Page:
Home » Top 7 tips for being Boating Wildlife Aware this summer

Top 7 tips for being Boating Wildlife Aware this summer

Setting off for an afternoon powering across the water on a motorboat or setting sail to navigate along a new stretch of coast, is a great way to enjoy the outdoors whilst gaining access to otherwise unreachable areas. There are always a plethora of animal sights and sounds to enjoy along the coast and being able to witness wildlife carrying out their daily lives is a rare treat that many of us boaters may take for granted. Here are our top seven tips for minimising wildlife disturbance on the water this summer:

 

1) Plan for wildlife in advance
Remember to research the habitats and wildlife that you may encounter before setting off. Learning about an animal’s behavioural habits, including feeding and resting locations and the times of the day that they undertake these activities will not only help you to react better if you encounter them, but it will also make your trip more interesting.

 

2) Identify seagrass beds with online maps

‘Seagrass’ credit Fiona Crouch

If you’re planning to anchor during your trip, you can find out if there are any protected seabed habitats in the area by visiting the ‘Anchoring with Care’ page on The Green Blue website.

 

3) Always keep a watch for upcoming wildlife
Using binoculars allows yourself the chance to sight animals early on and react accordingly. You may need to slow your boat down and minimise any noise – remember that even the flapping of sails can be enough to disturb some wildlife.

 

4) Lower the wash of your boat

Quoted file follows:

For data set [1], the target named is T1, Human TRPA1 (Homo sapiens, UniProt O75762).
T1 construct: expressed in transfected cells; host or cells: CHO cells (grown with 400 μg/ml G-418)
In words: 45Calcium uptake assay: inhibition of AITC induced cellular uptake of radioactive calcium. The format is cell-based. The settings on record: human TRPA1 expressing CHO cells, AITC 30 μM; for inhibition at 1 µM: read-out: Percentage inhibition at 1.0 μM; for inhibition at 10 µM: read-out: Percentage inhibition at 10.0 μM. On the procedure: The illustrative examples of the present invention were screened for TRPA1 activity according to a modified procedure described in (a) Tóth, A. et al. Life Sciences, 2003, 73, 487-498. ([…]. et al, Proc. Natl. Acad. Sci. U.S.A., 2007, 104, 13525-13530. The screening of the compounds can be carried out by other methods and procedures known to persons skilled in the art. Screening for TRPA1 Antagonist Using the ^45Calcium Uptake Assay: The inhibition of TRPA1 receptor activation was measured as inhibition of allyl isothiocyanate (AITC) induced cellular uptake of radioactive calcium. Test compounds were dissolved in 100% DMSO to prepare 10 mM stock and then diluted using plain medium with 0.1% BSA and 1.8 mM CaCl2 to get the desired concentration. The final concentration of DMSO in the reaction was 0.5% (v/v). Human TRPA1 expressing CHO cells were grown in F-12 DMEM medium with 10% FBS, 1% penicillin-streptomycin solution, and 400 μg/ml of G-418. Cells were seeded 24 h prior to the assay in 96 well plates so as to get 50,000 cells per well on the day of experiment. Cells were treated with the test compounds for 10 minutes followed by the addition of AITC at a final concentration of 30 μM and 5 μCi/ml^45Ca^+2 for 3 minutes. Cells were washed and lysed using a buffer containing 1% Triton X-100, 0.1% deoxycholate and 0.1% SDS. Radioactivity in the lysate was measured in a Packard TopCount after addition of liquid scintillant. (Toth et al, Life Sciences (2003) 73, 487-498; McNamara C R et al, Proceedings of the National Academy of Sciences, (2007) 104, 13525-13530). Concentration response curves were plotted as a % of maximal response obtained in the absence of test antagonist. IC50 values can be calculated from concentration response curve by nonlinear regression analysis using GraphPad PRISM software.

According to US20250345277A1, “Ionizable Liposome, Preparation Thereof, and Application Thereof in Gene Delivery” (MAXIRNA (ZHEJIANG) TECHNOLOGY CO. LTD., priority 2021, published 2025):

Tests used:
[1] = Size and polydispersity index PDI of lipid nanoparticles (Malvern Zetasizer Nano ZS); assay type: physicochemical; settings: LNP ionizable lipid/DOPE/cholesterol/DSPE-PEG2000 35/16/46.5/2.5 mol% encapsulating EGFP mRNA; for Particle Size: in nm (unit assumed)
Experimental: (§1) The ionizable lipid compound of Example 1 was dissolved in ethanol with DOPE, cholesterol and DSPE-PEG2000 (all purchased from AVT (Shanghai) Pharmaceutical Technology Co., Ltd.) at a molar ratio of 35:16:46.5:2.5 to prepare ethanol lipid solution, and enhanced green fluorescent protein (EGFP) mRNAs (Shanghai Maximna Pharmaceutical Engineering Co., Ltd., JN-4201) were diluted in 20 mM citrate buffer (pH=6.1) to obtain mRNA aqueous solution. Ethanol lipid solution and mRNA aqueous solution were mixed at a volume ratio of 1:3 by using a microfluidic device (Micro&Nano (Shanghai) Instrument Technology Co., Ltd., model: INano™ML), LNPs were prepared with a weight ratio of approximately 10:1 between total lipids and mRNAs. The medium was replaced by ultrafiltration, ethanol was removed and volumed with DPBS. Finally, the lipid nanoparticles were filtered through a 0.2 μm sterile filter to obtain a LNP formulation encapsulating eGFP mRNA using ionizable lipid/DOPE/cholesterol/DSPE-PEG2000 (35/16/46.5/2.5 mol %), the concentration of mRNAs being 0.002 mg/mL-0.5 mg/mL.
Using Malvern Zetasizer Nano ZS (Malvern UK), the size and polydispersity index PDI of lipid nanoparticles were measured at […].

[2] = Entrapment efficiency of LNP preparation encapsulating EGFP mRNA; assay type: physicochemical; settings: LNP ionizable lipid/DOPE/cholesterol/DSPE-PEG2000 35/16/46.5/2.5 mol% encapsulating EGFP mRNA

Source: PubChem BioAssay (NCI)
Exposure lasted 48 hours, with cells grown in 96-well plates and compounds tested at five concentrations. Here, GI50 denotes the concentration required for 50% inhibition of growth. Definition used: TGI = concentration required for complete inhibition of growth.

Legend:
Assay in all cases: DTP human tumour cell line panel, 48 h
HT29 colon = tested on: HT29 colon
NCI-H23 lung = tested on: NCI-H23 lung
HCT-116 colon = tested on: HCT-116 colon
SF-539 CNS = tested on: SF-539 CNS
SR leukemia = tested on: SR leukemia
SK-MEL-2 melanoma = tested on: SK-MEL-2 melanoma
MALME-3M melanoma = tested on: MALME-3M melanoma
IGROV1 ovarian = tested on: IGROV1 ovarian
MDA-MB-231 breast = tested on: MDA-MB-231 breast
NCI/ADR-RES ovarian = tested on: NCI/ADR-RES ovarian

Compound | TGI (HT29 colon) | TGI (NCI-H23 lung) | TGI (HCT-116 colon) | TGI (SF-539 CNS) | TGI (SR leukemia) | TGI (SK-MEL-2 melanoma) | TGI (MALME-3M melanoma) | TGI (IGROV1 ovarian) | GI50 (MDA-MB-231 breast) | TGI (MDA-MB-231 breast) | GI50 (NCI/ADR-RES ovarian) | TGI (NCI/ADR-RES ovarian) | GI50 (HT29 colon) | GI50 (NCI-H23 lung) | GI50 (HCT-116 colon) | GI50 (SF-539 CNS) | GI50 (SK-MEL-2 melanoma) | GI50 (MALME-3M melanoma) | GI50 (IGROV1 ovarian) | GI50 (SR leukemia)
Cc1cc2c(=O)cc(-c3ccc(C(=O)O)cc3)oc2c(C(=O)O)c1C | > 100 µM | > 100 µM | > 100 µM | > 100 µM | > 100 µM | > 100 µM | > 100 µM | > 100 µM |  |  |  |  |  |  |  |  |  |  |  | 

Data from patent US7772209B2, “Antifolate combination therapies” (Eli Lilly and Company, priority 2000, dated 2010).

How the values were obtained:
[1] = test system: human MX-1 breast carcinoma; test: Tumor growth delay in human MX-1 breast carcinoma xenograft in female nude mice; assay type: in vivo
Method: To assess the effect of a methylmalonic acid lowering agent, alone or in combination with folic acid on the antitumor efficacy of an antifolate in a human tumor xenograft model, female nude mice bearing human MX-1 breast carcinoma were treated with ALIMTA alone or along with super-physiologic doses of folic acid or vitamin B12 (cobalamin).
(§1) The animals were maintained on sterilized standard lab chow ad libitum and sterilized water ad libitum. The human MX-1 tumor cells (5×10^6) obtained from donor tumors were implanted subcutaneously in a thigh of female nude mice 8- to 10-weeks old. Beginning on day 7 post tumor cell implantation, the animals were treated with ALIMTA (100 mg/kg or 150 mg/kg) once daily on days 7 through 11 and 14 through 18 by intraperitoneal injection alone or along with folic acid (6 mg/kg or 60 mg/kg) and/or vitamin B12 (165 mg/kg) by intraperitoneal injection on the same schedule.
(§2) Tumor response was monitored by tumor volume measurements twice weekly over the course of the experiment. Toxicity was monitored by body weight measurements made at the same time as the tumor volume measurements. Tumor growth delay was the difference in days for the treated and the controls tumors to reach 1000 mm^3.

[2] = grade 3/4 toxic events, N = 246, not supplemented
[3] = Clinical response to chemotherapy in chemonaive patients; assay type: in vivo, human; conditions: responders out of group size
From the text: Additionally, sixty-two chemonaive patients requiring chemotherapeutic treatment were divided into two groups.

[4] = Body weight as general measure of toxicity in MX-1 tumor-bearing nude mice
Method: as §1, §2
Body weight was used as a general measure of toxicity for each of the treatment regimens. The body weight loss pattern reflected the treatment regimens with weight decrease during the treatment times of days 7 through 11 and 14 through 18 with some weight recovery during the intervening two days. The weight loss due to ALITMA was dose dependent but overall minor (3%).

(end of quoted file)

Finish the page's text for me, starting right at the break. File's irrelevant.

Sensible use of the throttle on a powerboat or RIB, and good boat handling skills, can significantly reduce the wash of a boat, as well as improve fuel efficiency. The hull of a vessel can have a major influence on the level of wash which is produced: short full bows give higher waves, while longer and finer bows can reduce wash.

 

5) Slow your vessel down
Keeping to designated speed limits, such as 4 knots when close to shorelines and banks, will minimise the perceived threat by wildlife. A slower speed will also lower the erosion to both coastal and riverbank habitats.

 

6) Maintain a distance of at least 300 ft. away
Make sure to pack your binoculars and aim to keep 100m from wildlife in and on the water, and 50m on cliffs, beaches and rocky outcrops where wildlife might be feeding, resting or breeding. If you notice birds reacting by ‘head-bobbing,’ then move slowly away as they are beginning to become disturbed.

 

7) Keep a steady and consistent path
Maintaining a consistent path reduces the risk of perceived threat by the wildlife and gives them a chance to react. You should never steer between a mother and its young or chase or block animals that are wishing to leave.

 

You can find further advice on how to get the most out of boating whilst also reducing disturbance to wildlife on the advice pages of The Green Blue website.  You can also follow The Green Blue on Facebook, Twitter: @TheGreenBlue and Instagram: @the_green_blue and use the hashtag: #BoatingWildlifeAware.

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